A proposal to measure Belinfante’s curl of the spin optical force based on the Kerker conditions

Abstract

The linear momentum of electromagnetic radiation is proportional to the Poynting vector. However, when light interacts with a dipole, the radiation pressure generated is no longer proportional to the Poynting vector: the so-called Belinfante’s momentum or equivalently, the curl of the spin density of the light field, must be considered. In this paper, we propose an optical configuration, based on two evanescent counter-propagating waves, perpendicularly polarized, capable of detecting Belinfante’s mechanical action. The two beams interact with a high-refractive-index particle like silicon. The direction of the radiation pressure exerted on the particle, proportional only to the curl of the spin density, depends on the electric and magnetic response of the particle and changes sign at the radiation wavelengths corresponding with the Kerker conditions.

Introduction

Radiation pressure is a direct manifestation of the existence of light linear momentum which is transferred to objects inducing scattering forces. This linear momentum density is calculated dividing the electromagnetic power per unit area by the speed of light squared. By considering the energy conservation in Maxwell equations, the power per unit area is given by the Poynting vector \(\mathbf{S}=\mathbf{E} \times \mathbf{B}/\mu _{0}\) deriving in a linear momentum given by \(<\mathbf{P}>=<\mathbf{S}>/c^2\) [1]. There are some debates related to the electromagnetic linear momentum like, for instance, the hidden momentum, the electromagnetic mass and the Abraham–Minkowski controversy [2] . In this paper, we are going to deal with the existence of the so-called virtual Belinfante’s linear momentum.

The linear momentum of light may be obtained also using classical field theories by the principle of least action. However, following this path, a different result is obtained [3]. The momentum obtained, the so-called canonical momentum \(<\mathbf{P}_o>\), is given by \(<\mathbf{P}>\) plus a new additional solenoidal contribution that we may denote as \(<-\mathbf{P}_s>\). In principle, since this new term is divergence free, it has no influence in Maxwell’s conservation laws. However, the existence of this new term implies a non-symmetric stress energy tensor and then, in order to establish a symmetric field theory, \(<-\mathbf{P}_s>\) is usually discarded [4] and light’s linear momentum is considered as \(<\mathbf{P}>=<\mathbf{P}_o>-<-\mathbf{P}_s>\). That is the reason why this solenoidal term \(<-\mathbf{P}_s>\), known as Belinfante’s momentum, is usually considered to be “virtual.”

However, this term has a fundamental importance when dealing with the radiation pressure induced by light on electric and magnetic dipoles. Light forces on dipoles are described as the sum of the gradient force and the radiation pressure or scattering force. The gradient force is proportional to the real part of the polarizability and the intensity gradient of the field, while the scattering force is proportional to the imaginary part of the polarizability and the phase gradient of the radiation [5]. Several theoretical studies have confirmed that the scattering force on a small particle is not given by the Poynting vector [6, 7], there is an extra contribution coming from the curl of the spin density of the light field [8] implying that the momentum transferred is really the orbital part of the Poynting vector [9,10,11,12,13,14]. Therefore, we may say that the momentum transferred to the particle from electromagnetic radiation is not given by \(<\mathbf{P}>\) but by \(<\mathbf{P}_o>=<\mathbf{P}>+<-\mathbf{P}_s>\).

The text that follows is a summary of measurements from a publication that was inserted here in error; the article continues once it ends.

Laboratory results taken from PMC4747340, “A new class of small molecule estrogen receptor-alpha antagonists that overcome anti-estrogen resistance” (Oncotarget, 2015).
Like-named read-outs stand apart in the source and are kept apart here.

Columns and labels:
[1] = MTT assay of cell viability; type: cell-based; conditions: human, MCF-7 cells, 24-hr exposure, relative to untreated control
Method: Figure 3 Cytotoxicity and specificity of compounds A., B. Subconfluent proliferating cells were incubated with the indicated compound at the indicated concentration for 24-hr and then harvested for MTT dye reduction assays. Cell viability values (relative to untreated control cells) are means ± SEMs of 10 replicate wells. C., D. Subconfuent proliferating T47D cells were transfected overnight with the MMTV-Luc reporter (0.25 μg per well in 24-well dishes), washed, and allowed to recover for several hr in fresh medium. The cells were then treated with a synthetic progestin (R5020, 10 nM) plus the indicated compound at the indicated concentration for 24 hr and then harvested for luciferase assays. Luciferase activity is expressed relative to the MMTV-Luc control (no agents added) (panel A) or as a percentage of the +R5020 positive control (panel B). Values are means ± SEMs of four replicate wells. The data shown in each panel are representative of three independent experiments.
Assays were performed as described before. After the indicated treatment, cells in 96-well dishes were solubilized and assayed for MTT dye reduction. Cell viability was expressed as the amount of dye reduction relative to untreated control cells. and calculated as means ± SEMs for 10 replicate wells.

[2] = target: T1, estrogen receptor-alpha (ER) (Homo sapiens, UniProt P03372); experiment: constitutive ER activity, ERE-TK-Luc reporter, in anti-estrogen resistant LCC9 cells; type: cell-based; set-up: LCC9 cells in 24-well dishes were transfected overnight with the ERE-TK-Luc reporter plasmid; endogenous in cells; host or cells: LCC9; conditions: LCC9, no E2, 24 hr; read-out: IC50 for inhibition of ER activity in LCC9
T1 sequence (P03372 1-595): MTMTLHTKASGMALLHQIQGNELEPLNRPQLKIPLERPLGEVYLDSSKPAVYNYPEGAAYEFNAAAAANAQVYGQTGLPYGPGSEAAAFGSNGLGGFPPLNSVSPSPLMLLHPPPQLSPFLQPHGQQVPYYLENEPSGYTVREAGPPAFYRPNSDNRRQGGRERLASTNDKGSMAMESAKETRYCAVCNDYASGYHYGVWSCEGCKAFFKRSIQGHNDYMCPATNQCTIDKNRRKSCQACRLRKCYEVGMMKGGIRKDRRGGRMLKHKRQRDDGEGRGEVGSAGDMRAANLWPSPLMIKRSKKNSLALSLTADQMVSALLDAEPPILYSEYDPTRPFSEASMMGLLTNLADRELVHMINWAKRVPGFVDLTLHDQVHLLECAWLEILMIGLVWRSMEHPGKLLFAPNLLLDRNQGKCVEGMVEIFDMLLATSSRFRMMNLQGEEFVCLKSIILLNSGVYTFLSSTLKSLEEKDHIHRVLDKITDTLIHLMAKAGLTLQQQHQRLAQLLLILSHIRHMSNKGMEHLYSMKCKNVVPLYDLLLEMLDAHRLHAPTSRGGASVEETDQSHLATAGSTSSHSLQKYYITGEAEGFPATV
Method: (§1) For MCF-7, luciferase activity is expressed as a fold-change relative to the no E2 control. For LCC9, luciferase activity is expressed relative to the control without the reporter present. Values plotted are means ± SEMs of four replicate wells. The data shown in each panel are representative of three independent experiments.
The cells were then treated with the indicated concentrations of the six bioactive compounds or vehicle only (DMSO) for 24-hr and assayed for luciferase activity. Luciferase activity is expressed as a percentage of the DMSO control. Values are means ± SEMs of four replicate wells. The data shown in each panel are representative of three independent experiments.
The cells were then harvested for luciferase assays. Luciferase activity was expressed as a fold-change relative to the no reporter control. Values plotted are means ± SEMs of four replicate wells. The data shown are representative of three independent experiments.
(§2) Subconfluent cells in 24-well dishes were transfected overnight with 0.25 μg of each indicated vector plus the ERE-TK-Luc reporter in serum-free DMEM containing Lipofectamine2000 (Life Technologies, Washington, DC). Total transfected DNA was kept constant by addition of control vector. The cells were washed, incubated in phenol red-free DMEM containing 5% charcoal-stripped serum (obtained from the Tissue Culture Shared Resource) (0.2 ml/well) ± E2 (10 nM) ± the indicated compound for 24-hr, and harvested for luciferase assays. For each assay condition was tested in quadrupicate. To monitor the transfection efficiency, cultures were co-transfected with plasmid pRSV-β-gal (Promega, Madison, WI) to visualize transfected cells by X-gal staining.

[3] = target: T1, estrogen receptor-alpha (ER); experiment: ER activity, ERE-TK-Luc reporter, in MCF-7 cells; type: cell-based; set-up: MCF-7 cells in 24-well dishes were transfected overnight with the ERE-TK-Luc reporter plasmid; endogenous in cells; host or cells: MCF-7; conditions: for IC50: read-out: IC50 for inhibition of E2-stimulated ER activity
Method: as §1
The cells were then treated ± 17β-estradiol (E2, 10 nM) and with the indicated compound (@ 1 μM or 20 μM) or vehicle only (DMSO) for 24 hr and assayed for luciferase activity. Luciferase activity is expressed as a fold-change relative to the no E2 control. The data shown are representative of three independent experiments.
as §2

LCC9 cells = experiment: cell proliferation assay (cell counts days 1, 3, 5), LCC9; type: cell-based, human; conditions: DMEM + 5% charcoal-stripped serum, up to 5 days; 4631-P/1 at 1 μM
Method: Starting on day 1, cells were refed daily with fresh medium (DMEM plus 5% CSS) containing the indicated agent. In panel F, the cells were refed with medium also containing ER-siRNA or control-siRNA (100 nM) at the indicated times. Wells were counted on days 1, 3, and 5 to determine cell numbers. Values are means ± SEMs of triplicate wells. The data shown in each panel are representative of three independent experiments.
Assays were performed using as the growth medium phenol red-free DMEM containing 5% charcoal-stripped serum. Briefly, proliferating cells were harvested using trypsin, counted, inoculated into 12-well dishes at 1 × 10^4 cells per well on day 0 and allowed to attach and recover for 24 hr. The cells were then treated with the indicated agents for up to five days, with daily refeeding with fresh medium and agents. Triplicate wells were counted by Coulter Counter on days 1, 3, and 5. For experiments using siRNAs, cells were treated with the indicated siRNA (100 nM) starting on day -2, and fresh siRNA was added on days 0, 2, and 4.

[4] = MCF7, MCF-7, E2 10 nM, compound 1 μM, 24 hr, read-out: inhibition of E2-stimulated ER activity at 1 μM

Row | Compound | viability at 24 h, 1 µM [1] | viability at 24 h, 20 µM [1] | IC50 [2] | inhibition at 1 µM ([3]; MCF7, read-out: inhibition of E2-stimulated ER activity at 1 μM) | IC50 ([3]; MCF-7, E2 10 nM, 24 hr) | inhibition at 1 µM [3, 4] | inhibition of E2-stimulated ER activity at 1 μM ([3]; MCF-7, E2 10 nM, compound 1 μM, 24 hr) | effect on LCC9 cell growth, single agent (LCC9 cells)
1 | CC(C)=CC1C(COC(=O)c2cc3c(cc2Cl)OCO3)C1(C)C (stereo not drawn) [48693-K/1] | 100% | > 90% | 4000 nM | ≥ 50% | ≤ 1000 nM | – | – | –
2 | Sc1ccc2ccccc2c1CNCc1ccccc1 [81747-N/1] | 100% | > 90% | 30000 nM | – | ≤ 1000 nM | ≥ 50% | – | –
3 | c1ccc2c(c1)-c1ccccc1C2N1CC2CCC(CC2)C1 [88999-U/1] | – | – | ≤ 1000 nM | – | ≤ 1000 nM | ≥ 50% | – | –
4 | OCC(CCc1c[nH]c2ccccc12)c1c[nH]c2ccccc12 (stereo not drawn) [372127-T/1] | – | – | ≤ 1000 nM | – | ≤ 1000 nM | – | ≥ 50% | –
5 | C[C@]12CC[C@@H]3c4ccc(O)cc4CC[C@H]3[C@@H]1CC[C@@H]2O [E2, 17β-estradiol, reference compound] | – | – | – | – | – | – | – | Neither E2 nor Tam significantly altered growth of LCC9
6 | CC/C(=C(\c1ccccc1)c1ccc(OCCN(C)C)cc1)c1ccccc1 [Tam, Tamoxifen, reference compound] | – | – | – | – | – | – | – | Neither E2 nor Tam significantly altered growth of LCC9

This mechanism for momentum transfer cannot be experimentally confirmed using homogeneously distributed radiation, where \(<\mathbf{P}_s>=0\) and \(<\mathbf{P}>=<\mathbf{P}_o>\). However, if we consider an elliptically polarized, inhomogeneous field, then the curl of the spin density of the light field is different from zero [8] and the scattering force is no longer given by the full Poynting vector. By measuring the mechanical action of this kind of radiation, with a Belinfante’s momentum different from zero, we should be able to experimentally detect how the radiation pressure on a small particle is no longer proportional to the Poynting vector.

Several experimental setups have been proposed in order to detect the special mechanical action on a dipole due to the existence of a curl of the spin density different from zero. The main problem is that usually, the Poynting vector and Belinfante’s momentum are parallel and then, it is very difficult to separate both effects. We may say that there are sophisticated optical configurations, in which the action of the Poynting vector and the Belinfante’s momentum are non-parallel even within the dipolar regime [15]. The other option is to look for optical configurations with a null value of the Poynting vector. In these cases, the scattering force on a dipolar particle is only due to Belinfante’s momentum. These kinds of approaches are based on optical lattices [16, 17] and evanescent waves [18].